|A view of the site of attack in the Colaba area of Mumbai on November 27, 2008. (Copyright AFP. Any unauthorised reproduction is prohibited.)|
"To be sure, Mumbai's Muslims are a vulnerable minority in a predominantly Hindu country. Nevertheless, their in-your-face defiance of the Islamist terrorists stands out," said Thomas L Friedman in an op-ed piece in the New York Times on Wednesday.
The action stands out against a dismal landscape of predominantly Sunni Muslim suicide murderers who have attacked civilians in mosques and markets, from Iraq to Pakistan to Afghanistan, but who have been treated by mainstream Arab media or by extremist Islamist spiritual as "martyrs" whose actions deserve praise, he said.
"Extolling or excusing suicide militants as 'martyrs' has only led to this awful phenomenon - where young Muslim men and women are recruited to kill themselves and others - spreading wider and wider," Friedman said.
Noting that what began in a targeted way in Lebanon and Israel has now proliferated to an almost weekly occurrence in Iraq, Afghanistan and Pakistan, he said: "If suicide-murder is deemed legitimate by a community when attacking its 'enemies' abroad, it will eventually be used as a tactic against 'enemies' at home."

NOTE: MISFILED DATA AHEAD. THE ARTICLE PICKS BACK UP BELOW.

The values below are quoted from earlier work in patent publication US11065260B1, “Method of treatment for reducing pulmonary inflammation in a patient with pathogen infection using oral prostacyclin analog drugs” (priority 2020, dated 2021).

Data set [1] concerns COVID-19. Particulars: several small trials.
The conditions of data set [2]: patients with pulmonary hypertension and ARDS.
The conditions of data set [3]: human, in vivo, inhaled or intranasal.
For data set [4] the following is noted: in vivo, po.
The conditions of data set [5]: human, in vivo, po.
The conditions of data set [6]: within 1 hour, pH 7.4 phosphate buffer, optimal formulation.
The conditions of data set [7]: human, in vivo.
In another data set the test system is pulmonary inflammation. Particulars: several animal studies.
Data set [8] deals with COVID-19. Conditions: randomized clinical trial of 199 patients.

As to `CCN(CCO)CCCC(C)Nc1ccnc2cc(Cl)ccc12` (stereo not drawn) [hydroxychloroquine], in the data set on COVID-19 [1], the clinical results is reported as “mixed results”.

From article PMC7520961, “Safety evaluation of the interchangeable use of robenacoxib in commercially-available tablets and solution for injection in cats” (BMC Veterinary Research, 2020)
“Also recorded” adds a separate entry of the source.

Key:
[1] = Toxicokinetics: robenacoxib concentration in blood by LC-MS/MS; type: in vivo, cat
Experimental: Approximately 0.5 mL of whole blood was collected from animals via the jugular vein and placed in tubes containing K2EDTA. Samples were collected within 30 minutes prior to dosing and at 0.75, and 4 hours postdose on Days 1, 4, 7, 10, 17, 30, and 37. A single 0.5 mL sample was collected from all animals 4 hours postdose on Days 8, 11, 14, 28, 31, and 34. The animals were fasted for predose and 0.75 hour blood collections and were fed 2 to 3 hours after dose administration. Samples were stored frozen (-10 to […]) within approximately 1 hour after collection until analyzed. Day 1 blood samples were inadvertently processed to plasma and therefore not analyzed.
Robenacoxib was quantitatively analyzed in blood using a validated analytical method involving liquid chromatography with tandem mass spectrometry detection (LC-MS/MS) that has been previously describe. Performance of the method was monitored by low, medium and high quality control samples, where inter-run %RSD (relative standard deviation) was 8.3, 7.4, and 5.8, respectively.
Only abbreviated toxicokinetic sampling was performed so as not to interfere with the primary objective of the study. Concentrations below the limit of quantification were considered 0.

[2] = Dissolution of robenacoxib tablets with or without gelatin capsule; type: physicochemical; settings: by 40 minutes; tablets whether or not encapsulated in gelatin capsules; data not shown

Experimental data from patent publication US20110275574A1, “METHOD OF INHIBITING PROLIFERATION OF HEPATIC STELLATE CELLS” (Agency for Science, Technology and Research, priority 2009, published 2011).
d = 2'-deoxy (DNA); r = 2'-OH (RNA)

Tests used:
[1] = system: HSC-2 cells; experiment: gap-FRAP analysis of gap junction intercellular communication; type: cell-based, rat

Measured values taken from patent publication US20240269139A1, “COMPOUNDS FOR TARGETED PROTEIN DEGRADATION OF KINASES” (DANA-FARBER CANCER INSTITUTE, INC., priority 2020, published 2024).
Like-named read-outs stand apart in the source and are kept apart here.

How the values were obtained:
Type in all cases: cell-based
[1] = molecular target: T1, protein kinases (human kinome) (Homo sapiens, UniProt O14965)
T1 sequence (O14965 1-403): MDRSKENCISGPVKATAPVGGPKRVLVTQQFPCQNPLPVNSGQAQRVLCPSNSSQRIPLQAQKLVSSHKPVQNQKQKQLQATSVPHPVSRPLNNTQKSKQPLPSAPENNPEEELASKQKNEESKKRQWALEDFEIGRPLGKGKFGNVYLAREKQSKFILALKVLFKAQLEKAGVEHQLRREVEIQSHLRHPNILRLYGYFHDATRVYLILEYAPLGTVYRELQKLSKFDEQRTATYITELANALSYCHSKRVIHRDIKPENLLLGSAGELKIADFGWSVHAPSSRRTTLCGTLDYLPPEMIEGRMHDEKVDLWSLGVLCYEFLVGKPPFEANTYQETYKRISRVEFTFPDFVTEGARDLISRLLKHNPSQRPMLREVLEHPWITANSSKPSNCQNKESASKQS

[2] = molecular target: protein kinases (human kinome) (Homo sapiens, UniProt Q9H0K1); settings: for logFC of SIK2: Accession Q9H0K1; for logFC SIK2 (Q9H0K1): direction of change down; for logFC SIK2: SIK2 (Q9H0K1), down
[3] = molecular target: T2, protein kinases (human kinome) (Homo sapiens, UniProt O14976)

"The only effective way to stop this trend is for 'the village' - the Muslim community itself - to say 'no more'," Friedman said. "When a culture and a faith community delegitimises this kind of behaviour, openly, loudly and consistently, it is more important than metal detectors or extra police."
"That is why India's Muslims, who are the second-largest Muslim community in the world after Indonesia's, and the one with the deepest democratic tradition, do a great service to Islam by delegitimising suicide-murderers by refusing to bury their bodies," Friedman said. "It won't stop this trend overnight, but it can help over time."
The fact that Indian Muslims have stood up in this way, he said, is surely "due, in part, to the fact that they live in, are the product of and feel empowered by a democratic and pluralistic society".
"They are not intimidated by extremist religious leaders and are not afraid to speak out against religious extremism in their midst," he said, observing: "It is why so few, if any, Indian Muslims are known to have joined Al Qaeda."